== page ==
By Today's ParentUpdated Oct 24, 2017
Let’s face it: Giving birth is a messy business. The first six weeks postpartum are dominated by getting to know your adorable newborn, of course (as well as learning to breastfeed and adjusting to sleep deprivation) but the various fluids and leaking body parts you will need to manage are also a recurring theme in the fourth trimester, sorry to say. (Bleeding, leaky boobs, night sweats, peeing when you sneeze—ah, motherhood.)
The technical term for postpartum bleeding is lochia (it literally means “relating to childbirth”), and it includes blood as well as bits of tissue and mucus that your body sheds. For the first few days after you’ve had your baby, lochia is usually bright red as it contains quite a bit of blood, due to the placenta separating from the uterus, mixed with bacteria and tissue.
You'll want to stock up on heavy-flow maxi-pads ahead of time (yup, the ones that are the size of phonebooks) for the first few weeks, and then you might be able to switch to thinner pads or panty-liners as time goes on. (Tampons are not recommended after childbirth.) For the heavier-flow days, some women prefer Depends (disposable underwear normally used for incontinence), and others swear by the mesh panties given out by some hospitals. (Bring home a few extra pairs if you can.)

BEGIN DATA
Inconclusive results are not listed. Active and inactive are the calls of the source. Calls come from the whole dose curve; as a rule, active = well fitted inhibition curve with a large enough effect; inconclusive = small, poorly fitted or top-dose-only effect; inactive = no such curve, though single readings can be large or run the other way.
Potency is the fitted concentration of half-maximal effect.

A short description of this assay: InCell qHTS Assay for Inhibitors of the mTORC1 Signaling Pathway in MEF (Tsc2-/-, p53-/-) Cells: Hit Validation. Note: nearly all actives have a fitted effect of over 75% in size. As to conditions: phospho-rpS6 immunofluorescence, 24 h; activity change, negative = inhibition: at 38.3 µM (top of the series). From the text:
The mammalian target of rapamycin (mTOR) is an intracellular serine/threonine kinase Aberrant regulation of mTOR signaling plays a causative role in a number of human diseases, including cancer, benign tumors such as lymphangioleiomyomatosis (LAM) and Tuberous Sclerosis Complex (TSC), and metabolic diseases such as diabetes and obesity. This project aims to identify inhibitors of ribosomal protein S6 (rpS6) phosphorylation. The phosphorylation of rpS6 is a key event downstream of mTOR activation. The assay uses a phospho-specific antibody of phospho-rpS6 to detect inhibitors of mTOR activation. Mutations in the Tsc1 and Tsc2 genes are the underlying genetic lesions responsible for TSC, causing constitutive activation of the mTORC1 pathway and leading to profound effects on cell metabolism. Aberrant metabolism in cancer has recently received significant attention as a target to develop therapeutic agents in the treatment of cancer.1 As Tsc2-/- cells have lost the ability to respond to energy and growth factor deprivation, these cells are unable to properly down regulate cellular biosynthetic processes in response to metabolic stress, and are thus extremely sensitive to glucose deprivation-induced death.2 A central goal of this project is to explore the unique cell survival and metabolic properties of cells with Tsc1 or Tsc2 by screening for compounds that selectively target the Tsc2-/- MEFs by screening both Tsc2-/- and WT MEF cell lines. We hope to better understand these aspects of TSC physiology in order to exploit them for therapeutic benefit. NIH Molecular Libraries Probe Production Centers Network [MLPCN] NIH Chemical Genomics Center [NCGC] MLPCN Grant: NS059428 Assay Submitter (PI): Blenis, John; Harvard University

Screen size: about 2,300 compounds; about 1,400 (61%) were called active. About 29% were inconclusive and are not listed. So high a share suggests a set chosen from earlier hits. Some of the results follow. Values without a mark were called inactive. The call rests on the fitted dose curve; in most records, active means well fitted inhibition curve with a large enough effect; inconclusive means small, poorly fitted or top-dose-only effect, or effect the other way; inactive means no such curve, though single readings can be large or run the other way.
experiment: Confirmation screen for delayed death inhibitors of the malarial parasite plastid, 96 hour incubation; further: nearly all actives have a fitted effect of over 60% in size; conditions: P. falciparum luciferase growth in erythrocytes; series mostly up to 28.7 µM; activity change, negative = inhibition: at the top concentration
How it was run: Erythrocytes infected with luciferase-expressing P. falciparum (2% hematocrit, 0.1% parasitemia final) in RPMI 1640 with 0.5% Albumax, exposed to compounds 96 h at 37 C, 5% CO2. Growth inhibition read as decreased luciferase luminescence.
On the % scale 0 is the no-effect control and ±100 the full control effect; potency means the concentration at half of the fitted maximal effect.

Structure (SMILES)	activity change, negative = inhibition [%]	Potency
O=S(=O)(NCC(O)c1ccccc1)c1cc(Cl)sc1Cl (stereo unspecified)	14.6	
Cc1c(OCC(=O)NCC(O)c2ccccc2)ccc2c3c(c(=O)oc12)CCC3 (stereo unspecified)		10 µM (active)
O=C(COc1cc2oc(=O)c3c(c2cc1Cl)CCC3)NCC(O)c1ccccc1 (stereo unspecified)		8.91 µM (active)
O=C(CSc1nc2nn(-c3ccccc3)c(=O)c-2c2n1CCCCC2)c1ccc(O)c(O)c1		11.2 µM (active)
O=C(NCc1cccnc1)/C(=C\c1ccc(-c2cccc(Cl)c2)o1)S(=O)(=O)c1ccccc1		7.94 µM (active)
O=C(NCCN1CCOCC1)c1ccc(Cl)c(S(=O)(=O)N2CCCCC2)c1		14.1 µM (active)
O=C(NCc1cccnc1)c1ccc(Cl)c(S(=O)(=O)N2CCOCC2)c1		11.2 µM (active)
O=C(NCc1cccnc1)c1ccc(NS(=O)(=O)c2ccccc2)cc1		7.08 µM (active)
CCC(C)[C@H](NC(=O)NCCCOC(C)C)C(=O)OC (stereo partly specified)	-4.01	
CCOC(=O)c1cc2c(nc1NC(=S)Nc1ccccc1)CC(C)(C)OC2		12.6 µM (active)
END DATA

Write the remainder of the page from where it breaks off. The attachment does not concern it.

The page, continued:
Heavy bleeding is completely normal as long as it’s manageable.
“If you’re soaking more than a pad an hour, or if you’re dizzy, have a fever or purulent (yellowish) discharge, seek immediate medical help,” says Noor Ladhani, a maternal fetal medicine specialist at Sunnybrook Hospital in Toronto. “These symptoms could indicate that you have an infection, or that you may be hemorrhaging.”
For most women, lochia lasts for two to six weeks, but it’s not uncommon for some women to bleed for up to eight weeks. (If you’ve had any tearing or stitches, they may also bleed as they heal.)
Wearing black granny panties is a good way to spend more time bonding with your baby and less time scrubbing stains out of your nicest underwear. Try a perineal squirt bottle with warm water when you pee, or consider buying a Sitz bath (about $20 from a drug store). Simply settling in for a soothing bath—with either Epsom salts or witch hazel added to the water—while someone else holds the baby for a while may also help you feel a little more like yourself.